Nivolumab and ipilimumab is another promising combination. Could you discuss the data that have been observed with that regimen?
The combination of these drugs makes a lot of sense; one of them inhibits PD-1 and the other inhibits CTLA-4. Therefore, [with this combination, we can] remove 2 brakes that the cancer puts on the immune system. [In terms of toxicity], the regimen is very manageable, and we have become very smart about the doses we use. Ipilimumab is given for 4 doses, and nivolumab is continued. This is really an [effective] combination in select patients with good performance status.
Pembrolizumab did not significantly improve PFS or OS versus best supportive care in the phase III KEYNOTE-240 trial. What do these data mean for its use in the field?
Pembrolizumab was approved based on a small phase I/II trial. The response rate and DOR were very impressive, so the FDA approved the drug, as they did with nivolumab the year before. KEYNOTE-240 was the confirmatory trial; it was a second-line study in which patients were randomized to receive either pembrolizumab or placebo. The coprimary end points of the trial were PFS at the first interim analysis and OS at the end of the study.
The P values were set so low. If I remember correctly, the P value for PFS had to be less than .0020 and the P value for OS had to be less than .0174. If there are coprimary end points, the significance has to be higher. The data show a 3-month improvement in OS with pembrolizumab compared with sorafenib. However, that missed the prespecified P value by approximately 0.2 percentage points. [At the interim analysis], no difference in PFS was observed between the treatment arms. At the final analysis, the P value was .0022, not .0020.
What we [saw] from that trial [drives home] what we have learned from many previous trials: not everyone will respond to checkpoint inhibitors; but those who do, experience very long responses. The median PFS in that trial was 2.8 months, but for those who responded, it was in excess of 13 months. Therefore, we still need to identify who these [responding] patients are. I really don't think the study was negative. I'm not a statistician, and I respect them; it was so complex for me to understand.
Pembrolizumab is a great drug, but what's more exciting than its single-agent use is the breakthrough therapy designation that has been given to [its use in] combination with lenvatinib. The designation is based on a response rate of approximately 50%. I don't think we’re going to use single-agent checkpoint inhibitors [in the future]; we’re going to use a combination of either a checkpoint inhibitor and a TKI, like pembrolizumab and lenvatinib, or a checkpoint inhibitor and an antiangiogenic agent, like atezolizumab and bevacizumab. These [combinations] are going to change the care of patients with HCC.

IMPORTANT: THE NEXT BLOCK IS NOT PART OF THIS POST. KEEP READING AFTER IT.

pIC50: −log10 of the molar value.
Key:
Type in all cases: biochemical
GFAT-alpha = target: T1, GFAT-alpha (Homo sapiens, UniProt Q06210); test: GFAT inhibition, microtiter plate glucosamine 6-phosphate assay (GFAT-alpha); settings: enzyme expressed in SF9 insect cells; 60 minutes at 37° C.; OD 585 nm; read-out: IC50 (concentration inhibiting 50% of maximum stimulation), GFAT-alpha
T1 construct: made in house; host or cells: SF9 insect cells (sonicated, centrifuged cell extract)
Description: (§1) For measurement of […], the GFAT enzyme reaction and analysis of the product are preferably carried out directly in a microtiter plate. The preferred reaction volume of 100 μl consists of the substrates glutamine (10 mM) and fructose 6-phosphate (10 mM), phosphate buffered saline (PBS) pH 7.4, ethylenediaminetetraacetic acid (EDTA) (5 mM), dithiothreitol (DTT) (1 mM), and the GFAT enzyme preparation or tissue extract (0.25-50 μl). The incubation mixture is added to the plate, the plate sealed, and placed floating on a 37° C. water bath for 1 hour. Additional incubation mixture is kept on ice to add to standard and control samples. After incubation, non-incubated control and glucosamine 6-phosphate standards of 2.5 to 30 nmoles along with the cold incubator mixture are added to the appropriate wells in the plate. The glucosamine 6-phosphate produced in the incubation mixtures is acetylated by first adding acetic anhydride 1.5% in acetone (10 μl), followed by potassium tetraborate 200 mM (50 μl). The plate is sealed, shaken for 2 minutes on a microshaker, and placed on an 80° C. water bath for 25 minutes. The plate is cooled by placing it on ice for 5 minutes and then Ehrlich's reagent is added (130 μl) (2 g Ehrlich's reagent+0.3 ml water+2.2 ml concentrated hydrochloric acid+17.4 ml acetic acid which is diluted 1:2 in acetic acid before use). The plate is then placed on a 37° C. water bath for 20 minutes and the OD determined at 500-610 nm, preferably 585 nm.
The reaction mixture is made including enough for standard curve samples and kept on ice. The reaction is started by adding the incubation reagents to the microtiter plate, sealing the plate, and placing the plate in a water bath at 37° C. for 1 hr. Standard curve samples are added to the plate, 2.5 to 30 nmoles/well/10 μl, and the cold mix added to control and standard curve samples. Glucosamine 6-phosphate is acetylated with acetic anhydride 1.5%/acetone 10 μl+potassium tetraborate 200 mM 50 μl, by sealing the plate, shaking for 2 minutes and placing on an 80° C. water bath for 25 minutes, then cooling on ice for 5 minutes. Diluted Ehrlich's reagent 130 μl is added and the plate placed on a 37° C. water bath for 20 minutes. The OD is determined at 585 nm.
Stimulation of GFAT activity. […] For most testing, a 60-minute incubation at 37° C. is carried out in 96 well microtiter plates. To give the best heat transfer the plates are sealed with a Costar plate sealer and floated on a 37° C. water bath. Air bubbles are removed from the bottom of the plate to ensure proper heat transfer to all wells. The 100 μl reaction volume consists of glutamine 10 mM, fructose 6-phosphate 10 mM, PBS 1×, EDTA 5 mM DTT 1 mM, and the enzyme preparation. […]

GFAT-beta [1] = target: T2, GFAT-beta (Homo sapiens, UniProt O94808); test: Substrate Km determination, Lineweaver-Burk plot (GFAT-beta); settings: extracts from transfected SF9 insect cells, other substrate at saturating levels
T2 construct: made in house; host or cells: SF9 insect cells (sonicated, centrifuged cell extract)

Where do you see regorafenib (Stivarga) and cabozantinib (Cabometyx) fitting into this expanding treatment paradigm?
These were great drugs when they were introduced. There was the SHARP trial with sorafenib, and then there was the REFLECT trial with lenvatinib. Lenvatinib is a more effective and potent TKI. The REFLECT trial was a noninferiority trial that compared lenvatinib with sorafenib. The median PFS, time to progression, and ORR were significantly better with lenvatinib; that's an important point. If I have a patient with HCC who has symptomatic lung and bone metastases, I prefer to use lenvatinib because it [can lead to] an ORR of 30% versus 5% with sorafenib.
Lenvatinib has a little more toxicity, especially with regard to hand-foot [syndrome] and hypertension. We had sorafenib and lenvatinib in the first-line setting, [and then we went] to second-line therapy with regorafenib. Regorafenib is fluorinated sorafenib. By adding a fluoride atom, the metabolites hang around longer, thus making [the agent] more effective. Regorafenib was shown to be superior to placebo in patients who received sorafenib first. However, patients had to have had sorafenib for a few months [prior to treatment with regorafenib]. The amazing thing is that 50% of patients were able to take the 160-mg dose, which is not the case in colorectal cancer. Ultimately, regorafenib was approved based on data from the phase III RESORCE trial.